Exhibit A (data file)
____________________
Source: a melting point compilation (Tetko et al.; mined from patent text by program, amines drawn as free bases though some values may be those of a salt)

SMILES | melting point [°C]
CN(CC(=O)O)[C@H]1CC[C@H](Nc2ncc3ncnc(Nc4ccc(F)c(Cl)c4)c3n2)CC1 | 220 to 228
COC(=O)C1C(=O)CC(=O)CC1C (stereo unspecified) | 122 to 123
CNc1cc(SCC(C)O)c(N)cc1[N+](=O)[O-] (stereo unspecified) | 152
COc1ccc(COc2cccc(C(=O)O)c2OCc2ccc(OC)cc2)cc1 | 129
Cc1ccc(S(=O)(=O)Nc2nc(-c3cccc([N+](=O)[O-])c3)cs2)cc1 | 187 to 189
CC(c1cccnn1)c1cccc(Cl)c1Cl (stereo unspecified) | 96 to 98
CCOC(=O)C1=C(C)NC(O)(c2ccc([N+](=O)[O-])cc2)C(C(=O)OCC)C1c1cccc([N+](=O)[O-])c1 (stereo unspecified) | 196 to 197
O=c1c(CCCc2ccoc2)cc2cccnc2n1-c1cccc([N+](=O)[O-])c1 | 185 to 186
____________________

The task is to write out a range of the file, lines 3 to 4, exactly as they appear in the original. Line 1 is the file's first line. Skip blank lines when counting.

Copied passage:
CN(CC(=O)O)[C@H]1CC[C@H](Nc2ncc3ncnc(Nc4ccc(F)c(Cl)c4)c3n2)CC1 | 220 to 228
COC(=O)C1C(=O)CC(=O)CC1C (stereo unspecified) | 122 to 123